Title: "Emerging tobacco products: Burden or benefit to individual and public health."
Speaker: Theodore Wagener, Ph.D., assistant professor, Dept. of Pediatrics; member, Peggy and Charles Stephenson; and member, Oklahoma Tobacco Research Center
Tobacco smoking is by far the leading cause of preventable death in the U.S. and the world, killing an estimated 5 million people a year. Some argue, and the evidence is beginning to suggest, that approximately 90% of the harm from tobacco smoking is a result of the tobacco being burned, and much less due to the other constituents of the tobacco product. Therefore, with increased pressure due to smoking bans, the populations awareness of the poor health effects of smoking, and a declining revenue stream, the tobacco industry has begun to develop, manufacture, and sell “cleaner” delivery mechanisms of nicotine—e-cigarettes, snus, dissolvable tobacco. These products deliver nicotine to the user and do so without the harmful effects of combustion, producing no smoke or carbon monoxide. However, many of these products continue to expose the user to carcinogenic tobacco specific nitrosamines and polycyclic aromatic hydrocarbons, making them relatively less harmful than cigarettes but not harmless overall. With the development of these new products, the tobacco control community has become divided, with some seeing these products as a potential burden to public health and others seeing them as a potential benefit. Many questions need to be answered before we will fully understand the implications of MRTP use by current and future smokers and the overall population effects.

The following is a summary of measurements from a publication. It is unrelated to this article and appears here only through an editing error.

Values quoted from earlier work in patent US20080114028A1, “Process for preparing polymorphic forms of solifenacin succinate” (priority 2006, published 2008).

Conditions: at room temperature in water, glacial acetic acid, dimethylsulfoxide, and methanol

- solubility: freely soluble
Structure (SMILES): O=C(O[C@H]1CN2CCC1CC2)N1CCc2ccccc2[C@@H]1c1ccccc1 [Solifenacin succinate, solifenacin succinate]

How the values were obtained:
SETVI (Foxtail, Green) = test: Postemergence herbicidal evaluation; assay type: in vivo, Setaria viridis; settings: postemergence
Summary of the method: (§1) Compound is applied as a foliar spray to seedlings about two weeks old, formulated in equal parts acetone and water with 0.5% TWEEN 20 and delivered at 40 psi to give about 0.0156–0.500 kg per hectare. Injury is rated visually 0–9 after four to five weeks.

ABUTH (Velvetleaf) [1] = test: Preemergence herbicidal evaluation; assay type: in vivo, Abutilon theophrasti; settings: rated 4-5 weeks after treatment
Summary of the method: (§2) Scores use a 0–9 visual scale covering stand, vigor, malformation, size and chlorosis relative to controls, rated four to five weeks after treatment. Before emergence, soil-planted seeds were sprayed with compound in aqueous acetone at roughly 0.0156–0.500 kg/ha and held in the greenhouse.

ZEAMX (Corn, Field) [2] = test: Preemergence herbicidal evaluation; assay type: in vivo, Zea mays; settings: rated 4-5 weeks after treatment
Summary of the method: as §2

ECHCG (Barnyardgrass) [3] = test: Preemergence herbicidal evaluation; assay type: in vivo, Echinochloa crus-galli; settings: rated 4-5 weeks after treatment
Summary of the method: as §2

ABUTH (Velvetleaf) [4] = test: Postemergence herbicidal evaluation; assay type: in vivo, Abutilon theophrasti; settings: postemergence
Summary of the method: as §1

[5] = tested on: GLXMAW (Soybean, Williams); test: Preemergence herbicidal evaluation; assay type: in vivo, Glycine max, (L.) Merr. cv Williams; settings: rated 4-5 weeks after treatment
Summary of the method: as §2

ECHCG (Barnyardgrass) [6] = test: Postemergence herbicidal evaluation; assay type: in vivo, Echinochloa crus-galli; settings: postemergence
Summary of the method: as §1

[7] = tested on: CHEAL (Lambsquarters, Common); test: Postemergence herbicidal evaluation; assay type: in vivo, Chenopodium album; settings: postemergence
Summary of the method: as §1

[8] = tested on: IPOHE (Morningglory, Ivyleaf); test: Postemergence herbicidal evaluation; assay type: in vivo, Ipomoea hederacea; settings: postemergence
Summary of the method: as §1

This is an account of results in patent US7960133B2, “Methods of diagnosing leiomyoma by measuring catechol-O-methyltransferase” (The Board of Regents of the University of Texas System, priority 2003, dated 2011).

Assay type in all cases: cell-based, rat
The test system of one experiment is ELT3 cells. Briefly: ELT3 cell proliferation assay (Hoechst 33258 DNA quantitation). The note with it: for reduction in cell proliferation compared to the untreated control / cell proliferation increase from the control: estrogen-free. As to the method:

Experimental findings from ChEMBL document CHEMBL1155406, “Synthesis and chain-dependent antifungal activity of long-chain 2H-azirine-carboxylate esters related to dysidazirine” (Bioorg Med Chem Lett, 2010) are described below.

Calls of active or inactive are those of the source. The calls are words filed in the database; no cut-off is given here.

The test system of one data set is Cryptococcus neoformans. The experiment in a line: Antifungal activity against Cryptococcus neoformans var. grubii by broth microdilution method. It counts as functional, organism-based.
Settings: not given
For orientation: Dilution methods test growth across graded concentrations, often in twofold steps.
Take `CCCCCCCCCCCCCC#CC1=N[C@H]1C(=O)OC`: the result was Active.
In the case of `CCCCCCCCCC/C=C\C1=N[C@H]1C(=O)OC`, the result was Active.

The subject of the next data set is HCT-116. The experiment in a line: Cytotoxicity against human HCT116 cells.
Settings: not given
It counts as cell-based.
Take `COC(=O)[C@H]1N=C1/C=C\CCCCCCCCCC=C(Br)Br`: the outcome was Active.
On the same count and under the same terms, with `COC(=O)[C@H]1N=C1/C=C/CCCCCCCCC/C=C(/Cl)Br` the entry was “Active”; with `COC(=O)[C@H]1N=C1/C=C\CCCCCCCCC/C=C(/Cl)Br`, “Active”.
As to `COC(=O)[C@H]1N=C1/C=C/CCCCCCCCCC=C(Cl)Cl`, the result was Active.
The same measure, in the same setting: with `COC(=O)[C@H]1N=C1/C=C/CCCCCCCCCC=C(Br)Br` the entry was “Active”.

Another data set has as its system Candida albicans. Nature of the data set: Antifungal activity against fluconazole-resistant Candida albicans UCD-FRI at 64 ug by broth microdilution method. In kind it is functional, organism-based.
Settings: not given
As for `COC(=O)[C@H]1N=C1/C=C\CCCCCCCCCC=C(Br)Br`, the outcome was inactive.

This seminar will be televised on the Schusterman camps, Rm. 1D29.